Monday, December 15, 2008

Sewanee Code, can you decipher it?

Christmas cd to whomever can decipher this:

After OT today I checked my email and got accepted into CPE! Then I checked my SPO and got a B+ from Dr.C, but I'm most excited about the A from Mother Gatta, good thing I got it checked over by Jim, I'm thinking of making a bracelet that says: WWJDD. After class I'll leave Hamilton, go to COTA for evening prayer, stop at McClurg, put in a few hours at DuPont, then on home.


I forgot to post yesterday. I will do penance of three posts today and ask forgiveness. Here's my recent paper for Spirituality for Ministry, I got an A.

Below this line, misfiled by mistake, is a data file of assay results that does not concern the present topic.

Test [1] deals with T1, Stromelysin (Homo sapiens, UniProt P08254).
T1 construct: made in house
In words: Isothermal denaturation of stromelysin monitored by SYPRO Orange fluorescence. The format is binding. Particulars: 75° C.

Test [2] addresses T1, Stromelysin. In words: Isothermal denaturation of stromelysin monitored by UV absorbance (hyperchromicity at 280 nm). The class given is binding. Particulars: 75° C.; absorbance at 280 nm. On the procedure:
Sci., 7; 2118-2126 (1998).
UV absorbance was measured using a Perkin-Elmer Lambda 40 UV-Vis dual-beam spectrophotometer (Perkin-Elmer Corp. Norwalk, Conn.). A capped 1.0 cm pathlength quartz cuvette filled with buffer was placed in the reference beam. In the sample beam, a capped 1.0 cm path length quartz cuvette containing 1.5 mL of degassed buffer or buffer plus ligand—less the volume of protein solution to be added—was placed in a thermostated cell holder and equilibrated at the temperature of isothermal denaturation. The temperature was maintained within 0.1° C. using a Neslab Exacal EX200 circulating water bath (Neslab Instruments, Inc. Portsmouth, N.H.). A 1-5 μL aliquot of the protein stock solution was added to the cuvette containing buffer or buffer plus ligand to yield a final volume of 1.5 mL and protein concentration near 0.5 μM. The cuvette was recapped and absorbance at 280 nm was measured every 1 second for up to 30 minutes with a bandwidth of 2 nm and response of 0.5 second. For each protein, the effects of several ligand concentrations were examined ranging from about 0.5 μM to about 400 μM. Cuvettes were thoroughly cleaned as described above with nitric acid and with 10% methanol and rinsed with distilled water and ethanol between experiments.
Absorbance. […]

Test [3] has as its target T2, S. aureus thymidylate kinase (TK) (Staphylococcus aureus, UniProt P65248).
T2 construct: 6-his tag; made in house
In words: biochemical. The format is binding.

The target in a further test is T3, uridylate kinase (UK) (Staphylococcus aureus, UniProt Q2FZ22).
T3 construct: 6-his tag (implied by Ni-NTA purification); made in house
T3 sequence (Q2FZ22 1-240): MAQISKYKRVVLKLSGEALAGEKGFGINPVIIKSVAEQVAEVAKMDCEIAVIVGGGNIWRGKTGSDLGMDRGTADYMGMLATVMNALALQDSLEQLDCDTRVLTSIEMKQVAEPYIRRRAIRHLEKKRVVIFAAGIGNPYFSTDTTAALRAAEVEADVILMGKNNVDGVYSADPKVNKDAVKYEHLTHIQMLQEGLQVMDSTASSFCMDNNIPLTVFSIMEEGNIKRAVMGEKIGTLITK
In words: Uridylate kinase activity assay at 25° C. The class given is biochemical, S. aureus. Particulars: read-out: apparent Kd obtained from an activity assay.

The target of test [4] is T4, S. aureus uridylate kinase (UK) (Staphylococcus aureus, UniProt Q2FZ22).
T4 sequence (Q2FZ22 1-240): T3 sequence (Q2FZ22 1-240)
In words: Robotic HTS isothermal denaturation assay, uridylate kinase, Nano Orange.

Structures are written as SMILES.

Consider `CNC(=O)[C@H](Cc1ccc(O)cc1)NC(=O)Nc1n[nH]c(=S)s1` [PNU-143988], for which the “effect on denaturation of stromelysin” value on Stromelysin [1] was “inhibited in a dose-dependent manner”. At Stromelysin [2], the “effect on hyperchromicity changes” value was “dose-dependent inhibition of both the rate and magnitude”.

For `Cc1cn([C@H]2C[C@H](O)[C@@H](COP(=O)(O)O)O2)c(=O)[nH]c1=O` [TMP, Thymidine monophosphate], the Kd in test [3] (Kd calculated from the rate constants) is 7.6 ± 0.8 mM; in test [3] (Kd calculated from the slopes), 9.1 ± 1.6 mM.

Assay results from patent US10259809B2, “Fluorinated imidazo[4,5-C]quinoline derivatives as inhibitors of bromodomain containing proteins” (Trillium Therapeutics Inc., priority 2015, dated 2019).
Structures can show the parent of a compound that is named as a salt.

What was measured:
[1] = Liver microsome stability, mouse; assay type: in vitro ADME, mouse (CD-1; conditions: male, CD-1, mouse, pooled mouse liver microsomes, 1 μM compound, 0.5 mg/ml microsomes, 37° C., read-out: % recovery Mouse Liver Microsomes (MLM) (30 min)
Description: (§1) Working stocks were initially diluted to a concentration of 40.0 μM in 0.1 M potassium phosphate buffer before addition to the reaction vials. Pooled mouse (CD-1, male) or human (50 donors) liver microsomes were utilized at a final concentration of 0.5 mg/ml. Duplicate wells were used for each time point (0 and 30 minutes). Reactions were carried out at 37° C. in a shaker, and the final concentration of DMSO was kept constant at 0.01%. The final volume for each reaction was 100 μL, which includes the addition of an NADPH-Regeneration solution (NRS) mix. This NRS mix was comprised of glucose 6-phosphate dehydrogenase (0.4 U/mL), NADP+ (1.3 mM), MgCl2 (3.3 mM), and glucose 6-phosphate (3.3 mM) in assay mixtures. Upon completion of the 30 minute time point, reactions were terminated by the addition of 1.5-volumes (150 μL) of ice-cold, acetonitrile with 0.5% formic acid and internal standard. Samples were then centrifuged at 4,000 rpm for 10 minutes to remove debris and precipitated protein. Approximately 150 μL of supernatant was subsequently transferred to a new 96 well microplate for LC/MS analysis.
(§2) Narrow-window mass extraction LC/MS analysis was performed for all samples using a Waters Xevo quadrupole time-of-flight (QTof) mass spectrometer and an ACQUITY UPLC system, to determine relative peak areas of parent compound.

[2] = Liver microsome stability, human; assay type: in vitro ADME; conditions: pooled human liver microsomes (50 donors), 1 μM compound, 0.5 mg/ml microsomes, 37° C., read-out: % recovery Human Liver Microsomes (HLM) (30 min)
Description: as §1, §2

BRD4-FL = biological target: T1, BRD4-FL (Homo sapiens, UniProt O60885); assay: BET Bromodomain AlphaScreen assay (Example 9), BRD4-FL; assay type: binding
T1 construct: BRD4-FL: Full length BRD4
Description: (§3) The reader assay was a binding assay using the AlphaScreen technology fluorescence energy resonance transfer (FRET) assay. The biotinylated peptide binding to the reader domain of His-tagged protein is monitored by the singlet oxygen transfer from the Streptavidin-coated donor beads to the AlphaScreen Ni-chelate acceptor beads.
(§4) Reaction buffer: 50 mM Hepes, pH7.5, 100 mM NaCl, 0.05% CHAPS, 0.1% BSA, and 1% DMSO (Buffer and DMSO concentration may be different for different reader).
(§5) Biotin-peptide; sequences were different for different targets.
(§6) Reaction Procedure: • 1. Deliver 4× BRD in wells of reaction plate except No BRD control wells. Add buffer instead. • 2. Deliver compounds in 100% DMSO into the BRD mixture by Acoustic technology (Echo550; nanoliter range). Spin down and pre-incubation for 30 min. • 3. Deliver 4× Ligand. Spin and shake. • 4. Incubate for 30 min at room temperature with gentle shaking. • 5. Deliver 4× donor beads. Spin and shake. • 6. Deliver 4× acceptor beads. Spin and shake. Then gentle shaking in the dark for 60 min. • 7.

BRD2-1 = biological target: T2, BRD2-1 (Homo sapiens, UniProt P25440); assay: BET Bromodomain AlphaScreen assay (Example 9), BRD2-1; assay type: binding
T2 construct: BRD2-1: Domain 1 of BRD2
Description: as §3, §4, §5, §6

Kataphatic and apophatic prayer are the two categories into which all prayer falls. Kataphatic prayer uses words, music, images, tactile sensations, smell, and taste. If creation, whether natural or artistic, is being used for the prayer, then it is kataphatic. Kataphatic prayer is the via affirmativa; it uses creation to say something about God. In kataphatic prayer, the one who prays describes, petitions, and speaks to God; every prayer that has ever been written or uttered is kataphatic. The history of the western church, its theology and liturgy, is almost exclusively kataphatic. The theological basis for kataphatic prayer is the incarnation. Since the incarnation, all matter is sanctified and suffused with the Holy Spirit, as Paul says this is how we are able to pray at all: in the Holy Spirit. Also, Jesus gave the model for kataphatic prayer in the Lord’s Prayer. Finally, the apostles encouraged the newly baptized to “continue in the teachings and the prayers.” The whole of the church is replete with examples of how kataphatic prayer is practiced: the daily office, the Eucharist, lectio divina, the rosary, and so on.